April 23, 2013 18:23 — Approximately 220 words referencing Mr. Spain’s prior shoplifting convictions and probation violations were deleted at the request of the magician’s agent/lawyer.
April 23, 2013 21:18 – Photo of Mr. Spain and former assistant, Rowina Shultz was removed in response to a Digital Millennium Copyright Act (DMCA) takedown request from the Sears Photograph Studio in the Mystic Hollow Mall. The studio alleged in their takedown notice that they retained the copyright because the magician failed to pay the full amount owed and the image used was actually one of the proofs sent to the customer.
April 23, 2013 01:10 – Additional text – provided by Mr. Spain – was added describing his “skillful combination of the traditional Las Vegas elements of nearly nude showgirls and classic effects audiences will fondly recall from birthday party shows performed by kid show magicians like Hippity Hop Rabbits and Sucker Sliding Die Box.” Continue reading “Magician Tony Spain Might Appear in Vegas, Sometime”→
Young magician Lee Winters sounds like our kind of guy. He loves magic, is industrious and gives back to his community. It is entirely fitting that the Danbury News Times would dedicate considerable space to their Q&A with the Connecticut performer.
His professional name is MagicLee and his weapon of choice is a deck of cards.
Mr. Winters fell in love with our wonderful Art about seven years ago and credits the late Bill Andrews and the Stamford Society of Young Magicians with encouraging and mentoring is rapid development.
He practices every day, films his own installments for YouTube and shares our love for Shaun Farquhar’s amazing effect Shape of My Heart.
“Every time I see it, it almost brings me to tears, it’s that amazing.”
Of course there are those in the magic community who will attack this young prodigy for revealing one of the true classics, The Vanishing Card on one of his YouTube videos. Yes, the secret has been kept from the public since Robert Houdin and known to very few – until now – but we cannot fault him for this blatant breach of magic’s sacred code.
In the course of the videos (see them here and here), he gives precise details in the angle of deflection for the card to be vanished (47 to 48 degrees), the definition of momentum (as well as the correct engineering formula for determining momentum from known velocity measurements) and even the special Natural Linguistic Programming intonation and word choice to present the effect for maximum impact.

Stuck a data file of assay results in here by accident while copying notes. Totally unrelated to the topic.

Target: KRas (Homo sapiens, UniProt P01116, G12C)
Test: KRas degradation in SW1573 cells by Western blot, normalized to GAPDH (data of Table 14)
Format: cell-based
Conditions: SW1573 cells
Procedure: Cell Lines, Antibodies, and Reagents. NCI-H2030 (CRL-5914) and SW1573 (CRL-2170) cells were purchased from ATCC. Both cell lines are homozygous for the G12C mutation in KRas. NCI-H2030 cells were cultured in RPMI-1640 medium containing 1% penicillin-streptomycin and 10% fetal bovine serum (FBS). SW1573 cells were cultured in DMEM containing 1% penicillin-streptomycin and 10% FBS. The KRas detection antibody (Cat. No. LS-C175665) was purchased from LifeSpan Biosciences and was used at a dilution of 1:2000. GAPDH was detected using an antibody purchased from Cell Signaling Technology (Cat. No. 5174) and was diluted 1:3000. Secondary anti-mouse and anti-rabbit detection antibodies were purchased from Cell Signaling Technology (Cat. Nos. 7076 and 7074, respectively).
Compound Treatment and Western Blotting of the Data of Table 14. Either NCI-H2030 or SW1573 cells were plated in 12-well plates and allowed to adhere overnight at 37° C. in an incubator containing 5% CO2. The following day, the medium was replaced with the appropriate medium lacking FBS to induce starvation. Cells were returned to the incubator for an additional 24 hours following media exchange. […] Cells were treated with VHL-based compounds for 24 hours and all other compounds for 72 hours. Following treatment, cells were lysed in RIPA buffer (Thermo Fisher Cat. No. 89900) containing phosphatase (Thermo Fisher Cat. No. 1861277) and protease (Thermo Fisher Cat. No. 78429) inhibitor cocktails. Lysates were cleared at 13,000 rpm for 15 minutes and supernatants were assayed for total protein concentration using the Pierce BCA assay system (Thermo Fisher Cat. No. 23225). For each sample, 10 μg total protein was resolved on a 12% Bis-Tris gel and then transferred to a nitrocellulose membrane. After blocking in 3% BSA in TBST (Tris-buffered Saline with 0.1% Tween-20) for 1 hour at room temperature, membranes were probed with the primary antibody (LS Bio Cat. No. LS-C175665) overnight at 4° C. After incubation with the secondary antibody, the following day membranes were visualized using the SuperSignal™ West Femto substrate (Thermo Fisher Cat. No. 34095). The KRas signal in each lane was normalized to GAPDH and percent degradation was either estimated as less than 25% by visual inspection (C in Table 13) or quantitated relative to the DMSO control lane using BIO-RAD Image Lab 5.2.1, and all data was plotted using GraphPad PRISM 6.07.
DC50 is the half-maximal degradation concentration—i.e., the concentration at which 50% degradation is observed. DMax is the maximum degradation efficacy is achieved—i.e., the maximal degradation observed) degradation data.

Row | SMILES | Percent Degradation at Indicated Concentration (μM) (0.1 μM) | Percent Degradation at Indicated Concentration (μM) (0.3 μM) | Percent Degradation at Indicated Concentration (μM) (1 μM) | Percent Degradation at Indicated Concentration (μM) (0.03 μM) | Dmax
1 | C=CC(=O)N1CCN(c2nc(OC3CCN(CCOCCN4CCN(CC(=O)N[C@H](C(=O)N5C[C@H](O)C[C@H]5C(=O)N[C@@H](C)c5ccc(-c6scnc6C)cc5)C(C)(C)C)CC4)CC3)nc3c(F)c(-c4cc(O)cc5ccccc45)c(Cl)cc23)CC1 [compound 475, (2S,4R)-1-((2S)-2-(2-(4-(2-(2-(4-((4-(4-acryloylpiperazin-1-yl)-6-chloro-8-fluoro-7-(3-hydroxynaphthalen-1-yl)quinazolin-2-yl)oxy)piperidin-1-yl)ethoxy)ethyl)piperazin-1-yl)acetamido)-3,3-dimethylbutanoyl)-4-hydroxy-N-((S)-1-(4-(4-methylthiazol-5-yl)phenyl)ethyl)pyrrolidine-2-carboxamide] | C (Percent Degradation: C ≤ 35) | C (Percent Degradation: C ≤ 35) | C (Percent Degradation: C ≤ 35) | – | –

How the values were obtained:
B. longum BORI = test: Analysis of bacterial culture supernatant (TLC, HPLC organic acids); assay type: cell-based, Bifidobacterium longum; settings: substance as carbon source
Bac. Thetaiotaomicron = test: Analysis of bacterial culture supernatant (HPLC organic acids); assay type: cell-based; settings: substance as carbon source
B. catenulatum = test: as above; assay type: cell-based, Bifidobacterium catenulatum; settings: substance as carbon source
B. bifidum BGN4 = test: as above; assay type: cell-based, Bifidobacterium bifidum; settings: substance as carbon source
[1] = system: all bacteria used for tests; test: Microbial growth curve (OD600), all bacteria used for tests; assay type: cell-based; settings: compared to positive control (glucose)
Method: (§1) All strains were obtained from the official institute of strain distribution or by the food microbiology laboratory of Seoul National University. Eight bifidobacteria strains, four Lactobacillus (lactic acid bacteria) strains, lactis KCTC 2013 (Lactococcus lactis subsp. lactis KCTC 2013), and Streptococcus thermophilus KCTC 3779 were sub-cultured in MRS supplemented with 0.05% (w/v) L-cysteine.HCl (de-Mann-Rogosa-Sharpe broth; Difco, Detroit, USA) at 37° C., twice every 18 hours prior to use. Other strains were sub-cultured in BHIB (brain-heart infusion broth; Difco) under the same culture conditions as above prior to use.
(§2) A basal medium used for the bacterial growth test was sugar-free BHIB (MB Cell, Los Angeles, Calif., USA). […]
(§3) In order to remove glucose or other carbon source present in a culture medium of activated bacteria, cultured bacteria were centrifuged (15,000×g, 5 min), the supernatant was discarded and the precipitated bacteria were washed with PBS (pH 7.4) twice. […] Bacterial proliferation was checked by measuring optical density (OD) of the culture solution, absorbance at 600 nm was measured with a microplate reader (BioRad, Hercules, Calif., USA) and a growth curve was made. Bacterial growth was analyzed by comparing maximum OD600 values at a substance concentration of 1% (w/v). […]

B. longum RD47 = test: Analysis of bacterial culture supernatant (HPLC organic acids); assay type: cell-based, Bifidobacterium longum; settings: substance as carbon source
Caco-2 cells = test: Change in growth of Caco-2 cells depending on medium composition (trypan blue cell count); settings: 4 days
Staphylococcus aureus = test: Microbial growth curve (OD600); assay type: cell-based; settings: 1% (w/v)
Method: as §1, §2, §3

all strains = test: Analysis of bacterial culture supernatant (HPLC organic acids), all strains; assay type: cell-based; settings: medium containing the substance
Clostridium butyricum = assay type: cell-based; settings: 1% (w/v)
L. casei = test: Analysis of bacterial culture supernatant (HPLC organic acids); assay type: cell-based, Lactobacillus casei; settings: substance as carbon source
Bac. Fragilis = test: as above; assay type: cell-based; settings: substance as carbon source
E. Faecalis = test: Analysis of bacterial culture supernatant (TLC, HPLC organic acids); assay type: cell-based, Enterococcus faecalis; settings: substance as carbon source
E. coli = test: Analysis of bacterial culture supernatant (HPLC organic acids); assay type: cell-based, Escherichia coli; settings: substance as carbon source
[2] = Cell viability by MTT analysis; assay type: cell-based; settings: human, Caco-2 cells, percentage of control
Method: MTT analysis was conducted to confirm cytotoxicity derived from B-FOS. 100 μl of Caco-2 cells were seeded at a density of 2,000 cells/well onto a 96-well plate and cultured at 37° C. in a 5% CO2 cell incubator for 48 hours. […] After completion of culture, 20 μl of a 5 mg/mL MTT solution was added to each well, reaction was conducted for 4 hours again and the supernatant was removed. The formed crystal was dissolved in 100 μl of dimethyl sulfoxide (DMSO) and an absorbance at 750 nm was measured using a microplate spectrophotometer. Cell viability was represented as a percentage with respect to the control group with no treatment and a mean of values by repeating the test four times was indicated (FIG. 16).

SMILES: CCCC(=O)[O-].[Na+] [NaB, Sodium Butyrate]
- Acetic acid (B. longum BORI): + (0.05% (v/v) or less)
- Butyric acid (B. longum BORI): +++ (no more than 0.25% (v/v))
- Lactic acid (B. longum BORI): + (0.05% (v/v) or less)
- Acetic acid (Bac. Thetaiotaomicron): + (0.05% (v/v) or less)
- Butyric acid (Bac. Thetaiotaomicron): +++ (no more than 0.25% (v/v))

We can hear the exposure is good crowd crowing:
“Yeah, but anyone could figure out the trick. It is wrong to keep secrets from the public. No one goes on YouTube anymore. There’s always a trick to it because there is no such thing as magic. Why shouldn’t all magic be exposed before the trick is done and then the audience would better appreciate the actual performance rather than be surprised and shocked with no real chance to recreate the events causing the surprise?” Continue reading “Magician Lee Winters Featured”→
Inept magician Tony Spain’s attempt to “cash in” on the Anthony Weiner scandal backfired.
Tony Spain is by all accounts one of the worst people in magic. He proved deserving of the title last week attempting to make commercial hay out of the Anthony Wiener scandal by “sending a Twitter of his wand.”
Mr. Spain sent a grainy image of a beat-up magic wand as an attachment to his unsolicited direct messages to hundreds important debutantes in 23 different locations in the United States, Canada and Mexico.
Many of the young ladies — having been chastened by the news surrounding Anthony Weiner’s scandal — refused to open the image attachment. As a result, Twitter determined Tony Spain’s messages were “uninvited, obscene material” and violated the Twitter terms of service. The folks at Twitter closed Tony Spain’s account without opening the attached image. Tony yelped and pleaded but Twitter refused to entertain the insolent magi’s petitions.
Tony Spain, being Tony Spain, started an impotent public attack on Twitter. He claimed the nascent Internet social media company was infringing on his “Fifth Amendment rights.”
Disregard for a second that the Fifth Amendment to the United States Constitution has nothing to do with free speech or speech conducted via social media, by making this allegation Mr. Spain’s shared ample proof of his ignorance worldwide.